Black Harlem and the Jew­ish Low­er East Side: Nar­ra­tives Out of Time

Cather­ine Rot­ten­berg, ed.
  • Review
By – July 31, 2013

Cather­ine Rot­ten­berg, a pro­fes­sor of lit­er­a­ture at Ben Guri­on Uni­ver­si­ty and the author of Per­form­ing Amer­i­can­ness: Race, Class, and Gen­der in Mod­ern African-Amer­i­­can and Jew­ish-Amer­i­can Lit­er­a­ture (2008), has brought togeth­er eight essays ana­lyz­ing the lit­er­ary nar­ra­tives of black Harlem and the Jew­ish Low­er East Side. Harlem has long been con­sid­ered the cul­tur­al and intel­lec­tu­al cen­ter of black Amer­i­ca, while the Low­er East Side has been Amer­i­can Jewry’s icon­ic neigh­bor­hood. The assump­tion of the book is that the lit­er­ary nar­ra­tives of these two habi­tats are worth explor­ing in tan­dem. Rot­ten­berg claims that this is the first vol­ume to take on the task of plac­ing the two urban neigh­bor­hoods in con­ver­sa­tion with one another.”

The con­ver­sa­tion, how­ev­er, is quite mut­ed since the lit­er­ary imagery of Harlem and the Low­er East Side are exam­ined in iso­la­tion from one anoth­er. Thus Hen­ry Louis Gates Jr.’s essay, Harlem on Our Minds,” does not men­tion the Low­er East Side, and Hasia Din­ers essay on the Low­er East Side, Texts of Mem­o­ry: Romanc­ing the Past,” says noth­ing about Harlem. Both essays, as well as the oth­ers in the book, are infor­ma­tive and worth read­ing, but they do not expli­cate any sup­posed lit­er­ary con­ver­sa­tion between Harlem and the Low­er East Side. The one pos­si­ble excep­tion is Cheryl Greenberg’s Sep­a­rat­ed at Birth?: Hen­ry Roth’s Call It Sleep and James Baldwin’s Go Tell It on the Moun­tain.” For the most part the black writ­ers of Harlem ignored the Low­er East Side, and the Jew­ish writ­ers of the Low­er East Side had lit­tle inter­est in Harlem. This is hard­ly sur­pris­ing since each group had enough to be con­cerned about in their own surroundings.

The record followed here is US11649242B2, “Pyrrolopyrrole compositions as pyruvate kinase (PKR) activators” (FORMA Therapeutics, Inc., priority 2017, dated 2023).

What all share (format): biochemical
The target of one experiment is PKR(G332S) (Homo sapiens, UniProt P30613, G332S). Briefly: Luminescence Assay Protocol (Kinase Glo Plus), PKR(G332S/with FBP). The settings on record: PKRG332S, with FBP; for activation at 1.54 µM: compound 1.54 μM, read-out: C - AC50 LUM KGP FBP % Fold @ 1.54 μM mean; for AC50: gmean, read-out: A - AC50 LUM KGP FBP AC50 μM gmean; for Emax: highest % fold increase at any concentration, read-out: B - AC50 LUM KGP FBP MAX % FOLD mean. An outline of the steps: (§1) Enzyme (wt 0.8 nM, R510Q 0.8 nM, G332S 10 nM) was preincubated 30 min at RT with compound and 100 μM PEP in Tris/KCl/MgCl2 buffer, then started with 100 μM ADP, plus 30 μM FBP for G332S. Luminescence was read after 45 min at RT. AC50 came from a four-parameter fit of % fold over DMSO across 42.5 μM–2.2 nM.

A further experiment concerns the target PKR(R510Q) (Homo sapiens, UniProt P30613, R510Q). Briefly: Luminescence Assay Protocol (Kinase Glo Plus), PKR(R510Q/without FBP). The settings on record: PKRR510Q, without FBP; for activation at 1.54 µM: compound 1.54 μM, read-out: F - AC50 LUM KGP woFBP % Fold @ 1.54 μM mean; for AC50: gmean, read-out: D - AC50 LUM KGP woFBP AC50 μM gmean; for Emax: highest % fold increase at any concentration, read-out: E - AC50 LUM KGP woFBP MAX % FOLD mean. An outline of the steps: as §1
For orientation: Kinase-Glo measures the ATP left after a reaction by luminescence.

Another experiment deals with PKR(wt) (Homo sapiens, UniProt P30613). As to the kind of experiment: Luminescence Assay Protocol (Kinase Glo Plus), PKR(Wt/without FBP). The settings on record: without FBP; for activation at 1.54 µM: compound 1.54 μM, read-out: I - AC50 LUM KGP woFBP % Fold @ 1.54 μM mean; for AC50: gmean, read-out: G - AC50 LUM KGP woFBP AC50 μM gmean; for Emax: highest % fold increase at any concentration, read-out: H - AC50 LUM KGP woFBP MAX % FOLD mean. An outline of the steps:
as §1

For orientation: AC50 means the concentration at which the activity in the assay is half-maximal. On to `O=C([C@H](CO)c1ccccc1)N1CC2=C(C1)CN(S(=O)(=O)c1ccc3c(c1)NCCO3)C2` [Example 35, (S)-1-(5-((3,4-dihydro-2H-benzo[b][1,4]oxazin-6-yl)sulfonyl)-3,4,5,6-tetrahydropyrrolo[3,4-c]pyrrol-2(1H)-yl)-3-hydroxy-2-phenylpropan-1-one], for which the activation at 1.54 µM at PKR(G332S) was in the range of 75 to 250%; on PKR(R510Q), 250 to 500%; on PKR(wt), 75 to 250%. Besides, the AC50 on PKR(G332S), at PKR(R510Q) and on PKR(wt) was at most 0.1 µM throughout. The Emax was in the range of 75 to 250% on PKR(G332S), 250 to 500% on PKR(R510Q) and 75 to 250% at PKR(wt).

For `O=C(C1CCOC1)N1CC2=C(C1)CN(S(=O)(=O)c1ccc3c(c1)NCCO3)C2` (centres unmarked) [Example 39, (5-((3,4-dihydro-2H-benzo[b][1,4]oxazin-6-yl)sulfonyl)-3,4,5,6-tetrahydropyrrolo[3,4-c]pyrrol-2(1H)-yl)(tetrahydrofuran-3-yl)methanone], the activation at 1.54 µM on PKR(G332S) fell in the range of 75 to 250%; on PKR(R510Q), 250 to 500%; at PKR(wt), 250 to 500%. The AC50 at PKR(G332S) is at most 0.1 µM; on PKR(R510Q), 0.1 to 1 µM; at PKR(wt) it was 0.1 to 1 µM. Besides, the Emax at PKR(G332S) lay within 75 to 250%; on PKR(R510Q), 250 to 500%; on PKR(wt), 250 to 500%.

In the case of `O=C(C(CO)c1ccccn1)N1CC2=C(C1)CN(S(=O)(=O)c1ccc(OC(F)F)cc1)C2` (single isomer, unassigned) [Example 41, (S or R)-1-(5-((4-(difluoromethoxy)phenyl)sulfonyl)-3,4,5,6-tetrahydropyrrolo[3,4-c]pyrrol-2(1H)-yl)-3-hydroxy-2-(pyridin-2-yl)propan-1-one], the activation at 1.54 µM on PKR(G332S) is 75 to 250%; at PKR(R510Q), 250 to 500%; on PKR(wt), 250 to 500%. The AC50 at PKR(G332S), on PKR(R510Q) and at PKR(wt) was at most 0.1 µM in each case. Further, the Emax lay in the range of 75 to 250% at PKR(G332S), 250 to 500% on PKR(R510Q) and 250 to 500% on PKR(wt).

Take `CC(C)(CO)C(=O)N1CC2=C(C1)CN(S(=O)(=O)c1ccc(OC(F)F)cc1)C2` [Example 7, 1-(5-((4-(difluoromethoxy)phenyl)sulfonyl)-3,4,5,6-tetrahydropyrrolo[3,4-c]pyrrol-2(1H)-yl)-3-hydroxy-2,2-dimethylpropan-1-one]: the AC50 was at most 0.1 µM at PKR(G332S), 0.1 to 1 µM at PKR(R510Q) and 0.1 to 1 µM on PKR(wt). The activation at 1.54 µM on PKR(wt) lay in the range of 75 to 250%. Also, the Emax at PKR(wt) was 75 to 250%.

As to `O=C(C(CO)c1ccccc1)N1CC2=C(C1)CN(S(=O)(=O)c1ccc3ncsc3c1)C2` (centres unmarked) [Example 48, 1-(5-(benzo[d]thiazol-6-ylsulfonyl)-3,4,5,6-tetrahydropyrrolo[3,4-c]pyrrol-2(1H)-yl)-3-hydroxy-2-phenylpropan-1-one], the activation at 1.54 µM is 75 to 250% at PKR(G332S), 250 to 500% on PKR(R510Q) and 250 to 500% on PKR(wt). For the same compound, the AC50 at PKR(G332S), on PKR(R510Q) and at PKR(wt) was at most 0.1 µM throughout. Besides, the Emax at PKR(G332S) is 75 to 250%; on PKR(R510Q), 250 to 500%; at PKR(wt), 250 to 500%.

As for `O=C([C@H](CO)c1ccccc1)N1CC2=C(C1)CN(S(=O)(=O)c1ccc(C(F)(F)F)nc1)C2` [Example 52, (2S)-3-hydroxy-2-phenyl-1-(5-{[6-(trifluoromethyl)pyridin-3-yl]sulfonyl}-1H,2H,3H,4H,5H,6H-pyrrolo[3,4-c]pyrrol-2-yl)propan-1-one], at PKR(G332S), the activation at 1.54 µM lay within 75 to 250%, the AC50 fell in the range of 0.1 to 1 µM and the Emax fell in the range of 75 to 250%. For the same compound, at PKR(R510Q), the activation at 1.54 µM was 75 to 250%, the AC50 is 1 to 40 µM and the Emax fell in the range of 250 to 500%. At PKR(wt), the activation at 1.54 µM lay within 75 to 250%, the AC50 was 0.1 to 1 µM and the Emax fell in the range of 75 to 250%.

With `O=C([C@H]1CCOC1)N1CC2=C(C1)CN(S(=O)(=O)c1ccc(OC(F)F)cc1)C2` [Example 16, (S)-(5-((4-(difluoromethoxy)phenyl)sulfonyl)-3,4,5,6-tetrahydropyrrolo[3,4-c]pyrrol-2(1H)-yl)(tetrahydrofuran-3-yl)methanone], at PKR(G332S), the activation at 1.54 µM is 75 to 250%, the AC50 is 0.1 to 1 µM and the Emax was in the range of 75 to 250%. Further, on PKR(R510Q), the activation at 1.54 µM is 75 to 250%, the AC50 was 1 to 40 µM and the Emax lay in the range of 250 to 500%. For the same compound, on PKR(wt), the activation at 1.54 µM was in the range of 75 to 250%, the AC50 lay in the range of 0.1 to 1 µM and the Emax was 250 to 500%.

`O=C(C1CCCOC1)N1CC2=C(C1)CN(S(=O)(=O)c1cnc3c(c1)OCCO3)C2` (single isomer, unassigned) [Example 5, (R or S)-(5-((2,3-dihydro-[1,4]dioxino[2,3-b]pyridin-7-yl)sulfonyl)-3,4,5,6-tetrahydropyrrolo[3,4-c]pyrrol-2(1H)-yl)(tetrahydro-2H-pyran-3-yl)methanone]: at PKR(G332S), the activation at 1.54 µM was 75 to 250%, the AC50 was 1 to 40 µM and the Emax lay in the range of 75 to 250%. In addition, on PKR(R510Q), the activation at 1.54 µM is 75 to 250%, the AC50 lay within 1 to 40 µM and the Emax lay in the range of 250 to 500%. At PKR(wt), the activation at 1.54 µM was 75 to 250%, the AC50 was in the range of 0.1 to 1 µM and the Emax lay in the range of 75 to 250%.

Some of the essays in this vol­ume focus on lit­er­ary heavy­weights such as Roth and Bald­win, while oth­ers dis­cuss sec­ond-rate authors of romance fic­tion and children’s lit­er­a­ture. The book will appeal to read­ers with both high­brow and low­brow lit­er­ary inter­ests, but they will come away puz­zled by the log­ic of yok­ing togeth­er in one vol­ume the unre­lat­ed lit­er­ary nar­ra­tives of two neigh­bor­hoods with such dis­tinct and sep­a­rate his­to­ries. They will also won­der about the inclu­sion of Mered­ith Goldsmith’s Strangers in the Vil­lage: Green­wich Vil­lage and the Search for Alter­na­tive Space in Eth­nic Women’s Fic­tion of the 1920s and 1930s” since it deals only periph­er­al­ly with Harlem and the Low­er East Side. Those unfa­mil­iar with the esca­la­tion of prices of aca­d­e­m­ic books will be sur­prised by the price of such a thin volume.

Edward Shapiro is pro­fes­sor of his­to­ry emer­i­tus at Seton Hall Uni­ver­si­ty and the author of A Time for Heal­ing: Amer­i­can Jew­ry Since World War II (1992), We Are Many: Reflec­tions on Amer­i­can Jew­ish His­to­ry and Iden­ti­ty (2005), and Crown Heights: Blacks, Jews, and the 1991 Brook­lyn Riot (2006).

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